As far as conducting a narco-analysis test or any such similar scientific test is concerned, such tests are conducted either on a suspect or on a witness (but not on a victim) under conditions laid down in Selvi vs State of Karnataka (2010). The truthfulness of the allegations cannot be established with the aid of such tests. The credibility of the statement of the victim is tested through a thorough cross-examination which alone could be sufficient even to prove her case. Similarly, the statement recorded by a judicial magistrate under Section 164 of the Criminal Procedure Code (Cr.PC) will be useful only if the judicial magistrate is called by the trial court for examination. However, such tests administered on the accused may help in a further investigation if some information or material is discovered after such tests.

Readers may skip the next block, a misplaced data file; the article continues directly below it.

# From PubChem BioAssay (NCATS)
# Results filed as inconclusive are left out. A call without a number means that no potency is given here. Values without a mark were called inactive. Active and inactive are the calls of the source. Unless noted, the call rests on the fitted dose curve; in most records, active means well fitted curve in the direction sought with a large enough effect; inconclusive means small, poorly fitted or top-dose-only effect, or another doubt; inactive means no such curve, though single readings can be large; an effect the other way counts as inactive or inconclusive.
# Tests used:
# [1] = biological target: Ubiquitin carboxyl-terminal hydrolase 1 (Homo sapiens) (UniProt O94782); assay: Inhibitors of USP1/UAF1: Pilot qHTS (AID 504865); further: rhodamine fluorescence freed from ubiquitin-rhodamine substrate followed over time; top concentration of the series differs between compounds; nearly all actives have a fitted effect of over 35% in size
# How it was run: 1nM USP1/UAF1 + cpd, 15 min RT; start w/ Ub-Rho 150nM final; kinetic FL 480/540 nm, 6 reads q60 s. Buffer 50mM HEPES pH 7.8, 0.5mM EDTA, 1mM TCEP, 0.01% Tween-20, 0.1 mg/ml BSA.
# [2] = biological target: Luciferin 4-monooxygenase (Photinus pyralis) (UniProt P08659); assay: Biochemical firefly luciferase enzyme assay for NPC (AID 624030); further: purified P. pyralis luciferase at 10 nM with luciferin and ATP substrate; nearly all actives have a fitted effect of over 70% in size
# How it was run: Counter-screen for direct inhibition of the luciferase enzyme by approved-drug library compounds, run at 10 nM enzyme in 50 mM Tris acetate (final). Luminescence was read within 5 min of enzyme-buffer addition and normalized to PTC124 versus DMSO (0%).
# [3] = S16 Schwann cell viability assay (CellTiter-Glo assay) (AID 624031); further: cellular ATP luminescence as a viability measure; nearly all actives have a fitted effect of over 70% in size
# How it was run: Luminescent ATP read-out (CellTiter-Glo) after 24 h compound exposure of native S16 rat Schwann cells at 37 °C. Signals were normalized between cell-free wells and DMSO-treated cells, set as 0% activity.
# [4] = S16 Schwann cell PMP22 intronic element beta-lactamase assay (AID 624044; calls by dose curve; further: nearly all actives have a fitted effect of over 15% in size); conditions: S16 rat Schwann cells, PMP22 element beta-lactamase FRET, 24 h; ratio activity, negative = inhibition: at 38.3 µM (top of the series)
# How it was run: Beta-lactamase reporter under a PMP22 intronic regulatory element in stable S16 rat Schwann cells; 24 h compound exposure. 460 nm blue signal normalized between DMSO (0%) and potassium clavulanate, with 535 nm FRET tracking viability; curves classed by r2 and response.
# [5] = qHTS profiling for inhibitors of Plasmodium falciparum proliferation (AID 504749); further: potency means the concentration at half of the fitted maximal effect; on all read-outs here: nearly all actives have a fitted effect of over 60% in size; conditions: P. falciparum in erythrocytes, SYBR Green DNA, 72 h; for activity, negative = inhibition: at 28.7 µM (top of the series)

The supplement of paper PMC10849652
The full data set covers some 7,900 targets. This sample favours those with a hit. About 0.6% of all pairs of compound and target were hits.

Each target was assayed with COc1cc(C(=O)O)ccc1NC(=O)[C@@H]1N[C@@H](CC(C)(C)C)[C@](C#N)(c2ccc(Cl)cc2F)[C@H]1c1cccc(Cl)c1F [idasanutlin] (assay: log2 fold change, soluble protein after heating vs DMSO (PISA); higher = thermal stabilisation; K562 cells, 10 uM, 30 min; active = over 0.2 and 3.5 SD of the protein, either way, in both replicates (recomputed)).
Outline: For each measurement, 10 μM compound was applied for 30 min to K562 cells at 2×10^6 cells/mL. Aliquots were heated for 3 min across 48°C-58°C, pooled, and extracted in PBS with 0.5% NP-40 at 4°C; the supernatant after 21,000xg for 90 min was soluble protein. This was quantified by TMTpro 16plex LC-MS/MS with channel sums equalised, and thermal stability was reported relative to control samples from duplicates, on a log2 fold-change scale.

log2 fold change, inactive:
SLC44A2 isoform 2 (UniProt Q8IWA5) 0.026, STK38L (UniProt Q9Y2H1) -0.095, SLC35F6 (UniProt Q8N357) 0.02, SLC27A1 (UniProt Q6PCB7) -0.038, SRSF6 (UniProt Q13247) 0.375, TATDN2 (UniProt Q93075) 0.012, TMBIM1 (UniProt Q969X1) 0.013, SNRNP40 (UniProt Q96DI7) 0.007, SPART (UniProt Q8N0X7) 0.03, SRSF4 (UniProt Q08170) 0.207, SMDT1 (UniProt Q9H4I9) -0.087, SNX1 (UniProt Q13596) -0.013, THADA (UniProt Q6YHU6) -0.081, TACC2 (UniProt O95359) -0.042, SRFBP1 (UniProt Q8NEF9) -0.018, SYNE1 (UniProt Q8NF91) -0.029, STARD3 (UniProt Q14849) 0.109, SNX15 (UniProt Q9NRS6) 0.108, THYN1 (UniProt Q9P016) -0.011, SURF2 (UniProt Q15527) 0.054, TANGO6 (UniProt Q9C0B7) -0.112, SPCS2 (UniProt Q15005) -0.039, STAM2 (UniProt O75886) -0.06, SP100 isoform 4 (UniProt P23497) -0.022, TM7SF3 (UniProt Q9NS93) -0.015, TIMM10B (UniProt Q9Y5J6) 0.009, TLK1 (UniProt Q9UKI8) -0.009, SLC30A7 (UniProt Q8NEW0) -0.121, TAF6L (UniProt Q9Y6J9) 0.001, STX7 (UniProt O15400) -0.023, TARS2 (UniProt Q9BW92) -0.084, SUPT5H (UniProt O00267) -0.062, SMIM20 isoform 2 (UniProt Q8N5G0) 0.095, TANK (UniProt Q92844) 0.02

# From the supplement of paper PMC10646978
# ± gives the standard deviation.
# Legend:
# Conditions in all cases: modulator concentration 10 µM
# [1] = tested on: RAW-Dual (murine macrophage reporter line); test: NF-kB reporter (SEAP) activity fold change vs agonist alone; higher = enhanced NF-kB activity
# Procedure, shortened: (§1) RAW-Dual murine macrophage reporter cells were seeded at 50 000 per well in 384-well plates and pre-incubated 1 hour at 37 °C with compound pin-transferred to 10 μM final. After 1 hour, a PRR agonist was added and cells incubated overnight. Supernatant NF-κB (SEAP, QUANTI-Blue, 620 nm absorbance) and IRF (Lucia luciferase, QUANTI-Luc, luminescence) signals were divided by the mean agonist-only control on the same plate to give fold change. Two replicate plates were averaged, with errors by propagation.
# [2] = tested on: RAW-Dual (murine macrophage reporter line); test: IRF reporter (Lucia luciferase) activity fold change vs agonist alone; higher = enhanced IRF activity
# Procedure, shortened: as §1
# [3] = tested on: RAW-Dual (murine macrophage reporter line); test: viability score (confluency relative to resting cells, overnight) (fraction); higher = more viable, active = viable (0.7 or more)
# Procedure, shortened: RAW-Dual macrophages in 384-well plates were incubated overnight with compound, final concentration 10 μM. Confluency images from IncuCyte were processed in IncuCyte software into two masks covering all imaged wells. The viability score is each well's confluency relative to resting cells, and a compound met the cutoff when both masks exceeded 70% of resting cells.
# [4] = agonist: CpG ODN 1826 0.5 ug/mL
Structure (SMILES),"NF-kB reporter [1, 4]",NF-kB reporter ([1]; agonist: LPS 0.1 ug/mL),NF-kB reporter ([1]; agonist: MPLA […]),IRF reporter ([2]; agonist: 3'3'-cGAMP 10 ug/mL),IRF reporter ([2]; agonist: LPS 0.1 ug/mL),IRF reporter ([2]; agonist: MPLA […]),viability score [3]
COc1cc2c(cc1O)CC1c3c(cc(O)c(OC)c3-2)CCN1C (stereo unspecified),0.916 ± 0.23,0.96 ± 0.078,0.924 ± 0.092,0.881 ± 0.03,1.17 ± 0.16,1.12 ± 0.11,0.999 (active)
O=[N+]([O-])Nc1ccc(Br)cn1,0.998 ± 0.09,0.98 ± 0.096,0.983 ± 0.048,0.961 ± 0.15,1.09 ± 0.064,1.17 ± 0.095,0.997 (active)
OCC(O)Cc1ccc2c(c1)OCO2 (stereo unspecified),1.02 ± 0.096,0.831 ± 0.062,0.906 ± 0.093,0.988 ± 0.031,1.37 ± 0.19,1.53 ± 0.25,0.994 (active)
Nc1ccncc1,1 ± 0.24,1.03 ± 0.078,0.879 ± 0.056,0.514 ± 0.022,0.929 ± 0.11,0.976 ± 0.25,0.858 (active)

Arrest is conditional

On the issue of arrest, one needs to look at the substantive laws and sections applied. According to information available in the public domain, allegations that pertain to sexual assault at the workplace or otherwise which may attract Section 8 or/and Section 10 (punishment for aggravated sexual assault as the president of the WFI was in the position of authority) or/and Section 12 (sexual harassment) of the POCSO Act in the case of a minor victim and Section 354 (outraging modesty of a woman) or/and 354A (sexual harassment) of the IPC in case of other victims. In none of these sections, the punishment is more than seven years of imprisonment.

Therefore, according to Section 41 of the Code of Criminal Procedure, arrest is not mandatory unless there is material evidence to show (as mandated by the Supreme Court in Arnesh Kumar vs State of Bihar & Anr. (2014) the possibility of tampering of evidence or making any threat, or to prevent committing of any further offence or for proper investigation of the offence. Otherwise, issuing notice under Section 41A of the Cr.PC for appearance before the police would be sufficient. Since the accused is an influential person, these apprehensions mentioned above may not be ruled out; however, there need to be reasons and material to justify the arrest.